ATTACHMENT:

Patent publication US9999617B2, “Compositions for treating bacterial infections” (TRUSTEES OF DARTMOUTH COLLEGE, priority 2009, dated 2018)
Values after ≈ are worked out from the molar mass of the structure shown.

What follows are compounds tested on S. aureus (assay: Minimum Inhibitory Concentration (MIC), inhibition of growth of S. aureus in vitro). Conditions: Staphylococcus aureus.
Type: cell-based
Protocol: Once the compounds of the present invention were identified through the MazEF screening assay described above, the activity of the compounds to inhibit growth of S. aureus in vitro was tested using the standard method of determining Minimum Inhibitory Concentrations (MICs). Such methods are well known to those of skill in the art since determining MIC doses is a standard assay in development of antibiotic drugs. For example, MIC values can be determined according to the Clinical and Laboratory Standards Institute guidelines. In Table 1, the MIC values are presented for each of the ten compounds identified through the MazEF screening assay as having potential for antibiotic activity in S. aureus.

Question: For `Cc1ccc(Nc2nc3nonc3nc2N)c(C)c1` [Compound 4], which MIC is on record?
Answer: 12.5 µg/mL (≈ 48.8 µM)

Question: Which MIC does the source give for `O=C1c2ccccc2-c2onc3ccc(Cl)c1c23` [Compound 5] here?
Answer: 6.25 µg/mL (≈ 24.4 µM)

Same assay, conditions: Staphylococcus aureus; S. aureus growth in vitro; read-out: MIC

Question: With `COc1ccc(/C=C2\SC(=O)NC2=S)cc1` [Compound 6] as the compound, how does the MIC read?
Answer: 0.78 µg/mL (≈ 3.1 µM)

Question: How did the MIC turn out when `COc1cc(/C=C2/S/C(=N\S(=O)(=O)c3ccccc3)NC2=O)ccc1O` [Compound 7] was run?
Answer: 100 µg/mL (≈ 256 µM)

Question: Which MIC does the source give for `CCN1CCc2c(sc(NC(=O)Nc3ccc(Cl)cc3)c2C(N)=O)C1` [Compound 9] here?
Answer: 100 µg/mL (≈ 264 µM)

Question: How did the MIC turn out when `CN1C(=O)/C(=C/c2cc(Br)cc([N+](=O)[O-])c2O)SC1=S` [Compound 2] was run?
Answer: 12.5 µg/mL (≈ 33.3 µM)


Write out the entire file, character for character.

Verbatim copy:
Patent publication US9999617B2, “Compositions for treating bacterial infections” (TRUSTEES OF DARTMOUTH COLLEGE, priority 2009, dated 2018)
Values after ≈ are worked out from the molar mass of the structure shown.

What follows are compounds tested on S. aureus (assay: Minimum Inhibitory Concentration (MIC), inhibition of growth of S. aureus in vitro). Conditions: Staphylococcus aureus.
Type: cell-based
Protocol: Once the compounds of the present invention were identified through the MazEF screening assay described above, the activity of the compounds to inhibit growth of S. aureus in vitro was tested using the standard method of determining Minimum Inhibitory Concentrations (MICs). Such methods are well known to those of skill in the art since determining MIC doses is a standard assay in development of antibiotic drugs. For example, MIC values can be determined according to the Clinical and Laboratory Standards Institute guidelines. In Table 1, the MIC values are presented for each of the ten compounds identified through the MazEF screening assay as having potential for antibiotic activity in S. aureus.

Question: For `Cc1ccc(Nc2nc3nonc3nc2N)c(C)c1` [Compound 4], which MIC is on record?
Answer: 12.5 µg/mL (≈ 48.8 µM)

Question: Which MIC does the source give for `O=C1c2ccccc2-c2onc3ccc(Cl)c1c23` [Compound 5] here?
Answer: 6.25 µg/mL (≈ 24.4 µM)

Same assay, conditions: Staphylococcus aureus; S. aureus growth in vitro; read-out: MIC

Question: With `COc1ccc(/C=C2\SC(=O)NC2=S)cc1` [Compound 6] as the compound, how does the MIC read?
Answer: 0.78 µg/mL (≈ 3.1 µM)

Question: How did the MIC turn out when `COc1cc(/C=C2/S/C(=N\S(=O)(=O)c3ccccc3)NC2=O)ccc1O` [Compound 7] was run?
Answer: 100 µg/mL (≈ 256 µM)

Question: Which MIC does the source give for `CCN1CCc2c(sc(NC(=O)Nc3ccc(Cl)cc3)c2C(N)=O)C1` [Compound 9] here?
Answer: 100 µg/mL (≈ 264 µM)

Question: How did the MIC turn out when `CN1C(=O)/C(=C/c2cc(Br)cc([N+](=O)[O-])c2O)SC1=S` [Compound 2] was run?
Answer: 12.5 µg/mL (≈ 33.3 µM)